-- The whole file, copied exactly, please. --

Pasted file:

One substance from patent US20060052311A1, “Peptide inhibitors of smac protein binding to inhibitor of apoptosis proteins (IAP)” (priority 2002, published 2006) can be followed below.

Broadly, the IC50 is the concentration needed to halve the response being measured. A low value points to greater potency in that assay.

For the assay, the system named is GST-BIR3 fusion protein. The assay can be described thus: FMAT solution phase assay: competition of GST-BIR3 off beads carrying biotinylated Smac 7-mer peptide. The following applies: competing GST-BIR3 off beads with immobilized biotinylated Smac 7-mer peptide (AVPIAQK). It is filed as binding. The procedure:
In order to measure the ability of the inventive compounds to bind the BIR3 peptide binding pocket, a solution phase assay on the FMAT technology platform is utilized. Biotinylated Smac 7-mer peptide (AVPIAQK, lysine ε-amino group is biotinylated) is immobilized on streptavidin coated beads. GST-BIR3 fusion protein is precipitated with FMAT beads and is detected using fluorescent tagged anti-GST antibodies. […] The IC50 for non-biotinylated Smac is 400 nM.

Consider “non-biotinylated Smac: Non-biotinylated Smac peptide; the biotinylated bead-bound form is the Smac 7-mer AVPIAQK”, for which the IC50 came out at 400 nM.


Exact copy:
One substance from patent US20060052311A1, “Peptide inhibitors of smac protein binding to inhibitor of apoptosis proteins (IAP)” (priority 2002, published 2006) can be followed below.

Broadly, the IC50 is the concentration needed to halve the response being measured. A low value points to greater potency in that assay.

For the assay, the system named is GST-BIR3 fusion protein. The assay can be described thus: FMAT solution phase assay: competition of GST-BIR3 off beads carrying biotinylated Smac 7-mer peptide. The following applies: competing GST-BIR3 off beads with immobilized biotinylated Smac 7-mer peptide (AVPIAQK). It is filed as binding. The procedure:
In order to measure the ability of the inventive compounds to bind the BIR3 peptide binding pocket, a solution phase assay on the FMAT technology platform is utilized. Biotinylated Smac 7-mer peptide (AVPIAQK, lysine ε-amino group is biotinylated) is immobilized on streptavidin coated beads. GST-BIR3 fusion protein is precipitated with FMAT beads and is detected using fluorescent tagged anti-GST antibodies. […] The IC50 for non-biotinylated Smac is 400 nM.

Consider “non-biotinylated Smac: Non-biotinylated Smac peptide; the biotinylated bead-bound form is the Smac 7-mer AVPIAQK”, for which the IC50 came out at 400 nM.